Robinhood, the trading platform that became a battleground in the war between amateur traders and Wall Street pros, has another $2.4 billion from shareholders, according to The Wall Street Journal report.
The latest funding came only a couple of days after the platform raised over $1 billion as emergency cash. Then, the San Francisco-based trading platform approached six banks to open a credit line between $500 million and $600 million and raised the additional cash from existing investors, including Sequoia Capital and Ribbit Capital.
Robinhood is already a well-funded startup that disrupted the trading industry with its zero-fee model and simplifying trade execution. The platform mostly attracted novice traders, who formed a strong community on many social media platforms.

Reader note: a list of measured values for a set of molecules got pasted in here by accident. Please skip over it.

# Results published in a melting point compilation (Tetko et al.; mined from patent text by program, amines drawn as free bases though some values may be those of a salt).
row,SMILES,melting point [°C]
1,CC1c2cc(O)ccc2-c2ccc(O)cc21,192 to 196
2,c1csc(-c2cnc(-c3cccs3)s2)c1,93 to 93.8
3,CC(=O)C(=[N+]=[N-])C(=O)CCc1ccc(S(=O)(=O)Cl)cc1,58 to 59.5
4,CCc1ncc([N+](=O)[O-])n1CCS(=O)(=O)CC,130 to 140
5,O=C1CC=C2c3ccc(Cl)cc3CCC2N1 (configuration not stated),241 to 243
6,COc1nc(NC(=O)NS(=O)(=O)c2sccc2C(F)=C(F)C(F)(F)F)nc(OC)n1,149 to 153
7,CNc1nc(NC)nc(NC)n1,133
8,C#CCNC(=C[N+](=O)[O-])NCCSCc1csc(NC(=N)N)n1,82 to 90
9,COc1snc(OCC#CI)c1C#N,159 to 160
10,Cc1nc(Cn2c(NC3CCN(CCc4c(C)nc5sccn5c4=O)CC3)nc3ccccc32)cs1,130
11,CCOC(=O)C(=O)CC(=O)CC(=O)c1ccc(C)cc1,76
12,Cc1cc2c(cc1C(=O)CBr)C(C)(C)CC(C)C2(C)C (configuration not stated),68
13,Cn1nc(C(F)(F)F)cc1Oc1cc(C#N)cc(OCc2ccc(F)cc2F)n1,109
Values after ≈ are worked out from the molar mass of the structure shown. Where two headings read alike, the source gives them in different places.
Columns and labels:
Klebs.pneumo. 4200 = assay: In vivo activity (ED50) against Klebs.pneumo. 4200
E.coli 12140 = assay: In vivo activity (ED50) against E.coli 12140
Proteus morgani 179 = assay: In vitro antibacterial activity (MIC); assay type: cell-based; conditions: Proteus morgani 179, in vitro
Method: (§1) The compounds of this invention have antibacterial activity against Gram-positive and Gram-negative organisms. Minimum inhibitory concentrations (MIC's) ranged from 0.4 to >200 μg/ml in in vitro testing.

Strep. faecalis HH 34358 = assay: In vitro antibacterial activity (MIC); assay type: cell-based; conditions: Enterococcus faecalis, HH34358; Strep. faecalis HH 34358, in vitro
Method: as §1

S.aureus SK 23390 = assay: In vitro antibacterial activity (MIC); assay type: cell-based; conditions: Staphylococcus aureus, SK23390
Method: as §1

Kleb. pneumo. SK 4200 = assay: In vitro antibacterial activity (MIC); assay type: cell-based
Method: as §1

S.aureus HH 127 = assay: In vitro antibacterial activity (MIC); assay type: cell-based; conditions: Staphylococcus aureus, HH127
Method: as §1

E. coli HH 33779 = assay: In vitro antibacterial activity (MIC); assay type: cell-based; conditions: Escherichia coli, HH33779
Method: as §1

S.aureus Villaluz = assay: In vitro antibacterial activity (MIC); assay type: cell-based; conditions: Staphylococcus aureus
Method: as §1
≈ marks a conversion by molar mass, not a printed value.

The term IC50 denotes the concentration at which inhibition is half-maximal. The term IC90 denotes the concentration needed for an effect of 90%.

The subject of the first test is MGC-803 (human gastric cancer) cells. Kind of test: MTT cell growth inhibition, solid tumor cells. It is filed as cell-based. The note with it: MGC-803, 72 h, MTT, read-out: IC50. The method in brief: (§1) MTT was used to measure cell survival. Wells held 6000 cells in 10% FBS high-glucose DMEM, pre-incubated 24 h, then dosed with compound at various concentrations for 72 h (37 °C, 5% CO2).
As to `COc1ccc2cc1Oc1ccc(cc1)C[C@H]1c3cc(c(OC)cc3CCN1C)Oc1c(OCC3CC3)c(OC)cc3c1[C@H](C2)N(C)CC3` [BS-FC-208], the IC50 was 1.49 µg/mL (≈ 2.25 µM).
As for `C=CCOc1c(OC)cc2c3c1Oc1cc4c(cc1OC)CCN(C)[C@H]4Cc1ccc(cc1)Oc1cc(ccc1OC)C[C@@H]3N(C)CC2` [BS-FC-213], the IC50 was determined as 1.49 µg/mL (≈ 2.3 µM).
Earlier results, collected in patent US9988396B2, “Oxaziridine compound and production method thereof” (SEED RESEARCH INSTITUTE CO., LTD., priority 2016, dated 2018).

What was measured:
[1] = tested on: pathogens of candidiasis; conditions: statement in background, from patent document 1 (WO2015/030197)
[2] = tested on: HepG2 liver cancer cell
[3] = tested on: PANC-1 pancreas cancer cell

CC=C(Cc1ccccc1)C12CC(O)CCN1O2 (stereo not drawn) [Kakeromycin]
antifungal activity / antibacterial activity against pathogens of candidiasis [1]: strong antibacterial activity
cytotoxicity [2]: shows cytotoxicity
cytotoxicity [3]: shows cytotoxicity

The latest $3.4 billion in funding has dwarfed the trading startup’s entire earlier funding sum. According to Crunchbase, Robinhood raised $2.2 billion earlier in several funding rounds earlier.
The Cash Has Secured Robinhood’s Position
The sudden need for capital arose as traders are continuously taking positions with a handful of stocks, the price of which skyrocketed recently with a pump by mature traders coordinated on the subreddit WallStreetBets.
With the increased trading activity, Robinhood needs to put up more collateral with the central clearing hub, the Depository Trust & Clearing Corporation.
This sudden pump stunned the hedge funds, who took short positions against stocks like GameStock. FortuneZ earlier today reported that Melvin Capital took a loss of 53 percent due to the pump by the rookie investors.
Robinhood, which brewed this rookie trader group, is now seeing an influx of hundreds of thousands of new accounts, who are jumping in to make some money from the crazy market. The Robinhood app was downloaded over 600,000 times on Friday alone, as per JMP Securities. The latest funding would be enough for the startup to secure its position in the market, whatever way it goes now.